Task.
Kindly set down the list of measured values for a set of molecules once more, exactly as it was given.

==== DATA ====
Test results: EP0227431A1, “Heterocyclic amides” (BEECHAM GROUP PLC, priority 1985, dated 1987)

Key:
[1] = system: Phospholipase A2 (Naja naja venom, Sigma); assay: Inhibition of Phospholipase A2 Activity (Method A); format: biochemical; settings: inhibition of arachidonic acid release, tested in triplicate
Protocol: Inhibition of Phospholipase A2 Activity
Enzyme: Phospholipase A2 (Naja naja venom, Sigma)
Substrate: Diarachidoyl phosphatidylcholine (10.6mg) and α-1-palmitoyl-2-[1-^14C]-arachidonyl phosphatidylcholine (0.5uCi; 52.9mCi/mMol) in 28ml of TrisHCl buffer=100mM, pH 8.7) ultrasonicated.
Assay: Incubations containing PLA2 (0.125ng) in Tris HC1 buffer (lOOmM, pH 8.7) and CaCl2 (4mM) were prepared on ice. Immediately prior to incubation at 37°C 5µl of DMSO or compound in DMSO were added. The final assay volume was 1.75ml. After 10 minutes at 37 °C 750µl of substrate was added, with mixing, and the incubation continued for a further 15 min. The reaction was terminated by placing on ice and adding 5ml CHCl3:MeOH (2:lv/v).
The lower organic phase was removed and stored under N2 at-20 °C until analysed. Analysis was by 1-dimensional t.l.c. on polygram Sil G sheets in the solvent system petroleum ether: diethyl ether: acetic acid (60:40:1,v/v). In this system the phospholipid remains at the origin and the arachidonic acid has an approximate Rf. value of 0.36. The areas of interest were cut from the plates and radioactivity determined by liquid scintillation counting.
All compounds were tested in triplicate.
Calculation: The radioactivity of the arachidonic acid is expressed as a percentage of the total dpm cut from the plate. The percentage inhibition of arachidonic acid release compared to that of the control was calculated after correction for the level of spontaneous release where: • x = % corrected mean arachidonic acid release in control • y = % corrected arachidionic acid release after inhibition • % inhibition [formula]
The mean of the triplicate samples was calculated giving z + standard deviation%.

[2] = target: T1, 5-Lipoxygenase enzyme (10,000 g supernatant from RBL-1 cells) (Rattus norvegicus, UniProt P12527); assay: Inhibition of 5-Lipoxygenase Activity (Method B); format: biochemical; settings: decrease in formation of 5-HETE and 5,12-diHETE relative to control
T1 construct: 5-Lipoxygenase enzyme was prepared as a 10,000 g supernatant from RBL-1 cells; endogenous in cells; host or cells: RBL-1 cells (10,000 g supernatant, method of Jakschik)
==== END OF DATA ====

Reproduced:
Test results: EP0227431A1, “Heterocyclic amides” (BEECHAM GROUP PLC, priority 1985, dated 1987)

Key:
[1] = system: Phospholipase A2 (Naja naja venom, Sigma); assay: Inhibition of Phospholipase A2 Activity (Method A); format: biochemical; settings: inhibition of arachidonic acid release, tested in triplicate
Protocol: Inhibition of Phospholipase A2 Activity
Enzyme: Phospholipase A2 (Naja naja venom, Sigma)
Substrate: Diarachidoyl phosphatidylcholine (10.6mg) and α-1-palmitoyl-2-[1-^14C]-arachidonyl phosphatidylcholine (0.5uCi; 52.9mCi/mMol) in 28ml of TrisHCl buffer=100mM, pH 8.7) ultrasonicated.
Assay: Incubations containing PLA2 (0.125ng) in Tris HC1 buffer (lOOmM, pH 8.7) and CaCl2 (4mM) were prepared on ice. Immediately prior to incubation at 37°C 5µl of DMSO or compound in DMSO were added. The final assay volume was 1.75ml. After 10 minutes at 37 °C 750µl of substrate was added, with mixing, and the incubation continued for a further 15 min. The reaction was terminated by placing on ice and adding 5ml CHCl3:MeOH (2:lv/v).
The lower organic phase was removed and stored under N2 at-20 °C until analysed. Analysis was by 1-dimensional t.l.c. on polygram Sil G sheets in the solvent system petroleum ether: diethyl ether: acetic acid (60:40:1,v/v). In this system the phospholipid remains at the origin and the arachidonic acid has an approximate Rf. value of 0.36. The areas of interest were cut from the plates and radioactivity determined by liquid scintillation counting.
All compounds were tested in triplicate.
Calculation: The radioactivity of the arachidonic acid is expressed as a percentage of the total dpm cut from the plate. The percentage inhibition of arachidonic acid release compared to that of the control was calculated after correction for the level of spontaneous release where: • x = % corrected mean arachidonic acid release in control • y = % corrected arachidionic acid release after inhibition • % inhibition [formula]
The mean of the triplicate samples was calculated giving z + standard deviation%.

[2] = target: T1, 5-Lipoxygenase enzyme (10,000 g supernatant from RBL-1 cells) (Rattus norvegicus, UniProt P12527); assay: Inhibition of 5-Lipoxygenase Activity (Method B); format: biochemical; settings: decrease in formation of 5-HETE and 5,12-diHETE relative to control
T1 construct: 5-Lipoxygenase enzyme was prepared as a 10,000 g supernatant from RBL-1 cells; endogenous in cells; host or cells: RBL-1 cells (10,000 g supernatant, method of Jakschik)